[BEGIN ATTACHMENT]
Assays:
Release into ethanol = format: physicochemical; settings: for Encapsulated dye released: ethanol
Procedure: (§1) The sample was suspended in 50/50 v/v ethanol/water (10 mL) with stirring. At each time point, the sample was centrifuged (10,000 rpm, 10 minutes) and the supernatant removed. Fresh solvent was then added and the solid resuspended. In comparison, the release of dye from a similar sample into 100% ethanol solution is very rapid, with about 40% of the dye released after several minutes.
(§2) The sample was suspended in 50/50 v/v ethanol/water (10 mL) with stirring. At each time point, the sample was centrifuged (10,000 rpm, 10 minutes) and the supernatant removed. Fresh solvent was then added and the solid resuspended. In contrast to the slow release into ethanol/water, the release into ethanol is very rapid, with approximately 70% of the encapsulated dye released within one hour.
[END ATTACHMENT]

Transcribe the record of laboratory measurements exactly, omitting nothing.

Assays:
Release into ethanol = format: physicochemical; settings: for Encapsulated dye released: ethanol
Procedure: (§1) The sample was suspended in 50/50 v/v ethanol/water (10 mL) with stirring. At each time point, the sample was centrifuged (10,000 rpm, 10 minutes) and the supernatant removed. Fresh solvent was then added and the solid resuspended. In comparison, the release of dye from a similar sample into 100% ethanol solution is very rapid, with about 40% of the dye released after several minutes.
(§2) The sample was suspended in 50/50 v/v ethanol/water (10 mL) with stirring. At each time point, the sample was centrifuged (10,000 rpm, 10 minutes) and the supernatant removed. Fresh solvent was then added and the solid resuspended. In contrast to the slow release into ethanol/water, the release into ethanol is very rapid, with approximately 70% of the encapsulated dye released within one hour.